I usually set the camera to underexpose using flash compensation through ETTL, to keep the highlights from blowing – being able to vary the angle of the light helps too – with reflection. This underexposure also has the effect of saturating the colours.
I have to say it again, there is no substitute for actual experience. Any guide or book should only be to help define that.
The first focus you need is inner, focus of your attention. If you don’t have that you won’t get it in a lens. And the kind of focus you need to actualize your potential can be developed – gradually.
Probably the single most important aspect of any picture, focus, for without focus where you want it you don’t have a picture worth looking at. It’s normal to focus manually in macro but I believe that is only because the equipment most people use doesn’t auto-focus very well, and/or they don’t know how to use AF for macro – apart from the fact every macro lens I know of is a Pinocchio, it extends with magnification.
I use AF with the (1.5 inch) LCD on 5 year old technology – it’s now end of 2010 (March/2013) – known for its poor low light performance so it can’t be bad, can it? I do it this way basically because I find it easier than using the viewfinder – back injury and poor eyesight.
I’ll tell you how I do it. First I have a look over the top of the camera to see which part of the creature I want in focus first, and then I aim at that point through the LCD, having single centre point focus set on the camera. As soon as focus is locked I press the button the rest of the way – without delay – and voila, I have the shot – usually.
Any delay at all and the creature has probably moved through the field of focus and you won’t get what you aimed at, or you have moved and the result is the same.
Of course there are misses, as with any technique. And there is back and forward focusing issues with some lenses but not mine, up to 2 : 1 magnification. Everything can be compensated for, gotten used to.
Another consideration that has to be made when using AF for macro is the fact the focus point has before it an area of acceptable focus that can be better placed more on the object. This requires the smallest of movement towards the object to achieve it, resulting in the optimum use of the field of acceptable focus, with a bit of luck – because I can’t actually see it. It’s what makes the difference between something that’s just in focus and something that looks like a focus stack or deep focus.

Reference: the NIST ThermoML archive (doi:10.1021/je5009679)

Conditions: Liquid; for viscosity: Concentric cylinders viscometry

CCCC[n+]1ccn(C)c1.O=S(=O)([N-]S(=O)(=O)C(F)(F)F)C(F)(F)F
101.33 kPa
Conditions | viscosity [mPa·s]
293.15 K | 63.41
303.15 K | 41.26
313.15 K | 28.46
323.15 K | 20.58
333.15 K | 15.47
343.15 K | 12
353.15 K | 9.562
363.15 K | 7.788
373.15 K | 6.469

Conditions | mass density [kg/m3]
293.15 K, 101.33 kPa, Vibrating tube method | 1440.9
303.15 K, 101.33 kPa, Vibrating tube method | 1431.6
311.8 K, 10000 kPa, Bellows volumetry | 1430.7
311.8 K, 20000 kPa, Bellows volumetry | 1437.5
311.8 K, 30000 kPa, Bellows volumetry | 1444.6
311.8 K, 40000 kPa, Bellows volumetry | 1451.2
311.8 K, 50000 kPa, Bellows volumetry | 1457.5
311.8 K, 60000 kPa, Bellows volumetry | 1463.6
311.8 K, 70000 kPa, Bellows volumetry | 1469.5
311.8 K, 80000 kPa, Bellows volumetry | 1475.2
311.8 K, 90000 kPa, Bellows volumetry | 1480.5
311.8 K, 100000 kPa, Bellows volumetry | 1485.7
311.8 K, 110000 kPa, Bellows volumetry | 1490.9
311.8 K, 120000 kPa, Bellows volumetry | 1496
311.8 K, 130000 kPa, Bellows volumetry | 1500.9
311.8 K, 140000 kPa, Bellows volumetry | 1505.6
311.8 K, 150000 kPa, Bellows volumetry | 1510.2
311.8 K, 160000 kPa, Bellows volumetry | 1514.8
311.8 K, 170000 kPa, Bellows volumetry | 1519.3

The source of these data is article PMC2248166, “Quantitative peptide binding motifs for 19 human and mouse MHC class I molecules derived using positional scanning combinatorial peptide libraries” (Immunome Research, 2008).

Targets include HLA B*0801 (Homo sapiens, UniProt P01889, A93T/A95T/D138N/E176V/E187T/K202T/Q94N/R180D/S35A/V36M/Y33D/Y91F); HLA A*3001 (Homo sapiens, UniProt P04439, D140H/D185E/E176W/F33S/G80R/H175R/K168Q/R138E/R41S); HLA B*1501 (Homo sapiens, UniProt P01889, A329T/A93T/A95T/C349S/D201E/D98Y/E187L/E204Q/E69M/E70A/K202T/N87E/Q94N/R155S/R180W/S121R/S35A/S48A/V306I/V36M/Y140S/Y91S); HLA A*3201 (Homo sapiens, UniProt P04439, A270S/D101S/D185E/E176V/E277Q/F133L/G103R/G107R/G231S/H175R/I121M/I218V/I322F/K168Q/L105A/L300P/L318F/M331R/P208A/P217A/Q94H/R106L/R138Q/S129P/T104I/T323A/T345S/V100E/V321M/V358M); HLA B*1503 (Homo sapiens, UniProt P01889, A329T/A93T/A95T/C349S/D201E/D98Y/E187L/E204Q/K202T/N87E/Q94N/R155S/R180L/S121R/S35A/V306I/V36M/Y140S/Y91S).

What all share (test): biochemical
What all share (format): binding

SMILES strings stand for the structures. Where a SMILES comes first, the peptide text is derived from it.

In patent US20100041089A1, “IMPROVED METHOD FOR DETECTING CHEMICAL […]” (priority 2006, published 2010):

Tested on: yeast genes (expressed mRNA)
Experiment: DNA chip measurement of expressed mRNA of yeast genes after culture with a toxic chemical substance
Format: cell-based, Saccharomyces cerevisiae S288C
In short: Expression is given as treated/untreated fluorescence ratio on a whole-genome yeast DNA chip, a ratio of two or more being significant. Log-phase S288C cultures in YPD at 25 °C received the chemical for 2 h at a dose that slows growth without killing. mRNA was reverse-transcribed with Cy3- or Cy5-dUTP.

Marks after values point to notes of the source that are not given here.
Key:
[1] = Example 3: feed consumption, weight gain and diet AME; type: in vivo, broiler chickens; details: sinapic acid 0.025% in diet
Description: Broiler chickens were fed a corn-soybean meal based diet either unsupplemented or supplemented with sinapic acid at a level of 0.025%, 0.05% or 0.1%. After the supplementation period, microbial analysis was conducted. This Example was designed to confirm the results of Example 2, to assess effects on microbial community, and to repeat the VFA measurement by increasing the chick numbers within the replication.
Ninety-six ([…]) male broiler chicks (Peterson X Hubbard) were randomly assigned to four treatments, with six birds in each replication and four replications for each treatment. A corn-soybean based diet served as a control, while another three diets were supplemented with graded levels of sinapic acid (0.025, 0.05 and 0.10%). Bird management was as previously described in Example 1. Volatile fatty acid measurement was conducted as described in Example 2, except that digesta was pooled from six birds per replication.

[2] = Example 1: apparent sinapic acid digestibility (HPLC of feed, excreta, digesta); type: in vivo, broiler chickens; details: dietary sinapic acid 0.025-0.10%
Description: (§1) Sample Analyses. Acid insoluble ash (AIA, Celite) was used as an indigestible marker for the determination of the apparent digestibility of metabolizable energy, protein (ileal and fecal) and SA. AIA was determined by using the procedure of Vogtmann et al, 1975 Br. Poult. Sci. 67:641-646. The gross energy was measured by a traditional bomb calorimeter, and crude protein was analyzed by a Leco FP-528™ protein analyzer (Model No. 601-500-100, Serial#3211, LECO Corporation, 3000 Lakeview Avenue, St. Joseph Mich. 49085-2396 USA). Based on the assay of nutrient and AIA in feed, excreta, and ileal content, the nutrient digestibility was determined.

Or, taking the objects architecture into account, I aim for a point just behind where I want focus to ‘begin’, is another way of doing it. And different methods work best at different times with different shapes and structures. With this way I need to be able to judge minute distances, a kind of intuition that requires refined muscle control – since it only comes with experience and understanding.
Either way, at times it’s not unlike shooting an arrow from horseback at a moving target, it’s an art. I find if I have inner focus the outer happens more easily.
Auto Focus works, as you can see from my pictures, so don’t knock it.
Manual Focus : Or MF, is necessary on most macro lenses attached to a DSLR, as with my Oly macro lenses attached to my Panny G1. I still use the articulating LCD and the way I do it is the same as for an optical viewfinder except the view is not so resolved. So it is a case of judgment.
The action is, with lens in MF and at the appropriate WD (working distance), move in to the object to be imaged until the area you want in focus first loses focus – it becomes blurred. Then move out from the object until that same area comes back into focus and shoot – press the shutter button. Timing is critical.
Processing or PP :
I aim to get the picture as near as I want it from the camera so when it comes to processing I am minimalist again. And I always shoot in JPG with camera on minimum picture settings, contrast, saturation, etc. So I have more control over the picture. I have seen some mastery of the processing of some RAW files but not enough to tempt me, yet.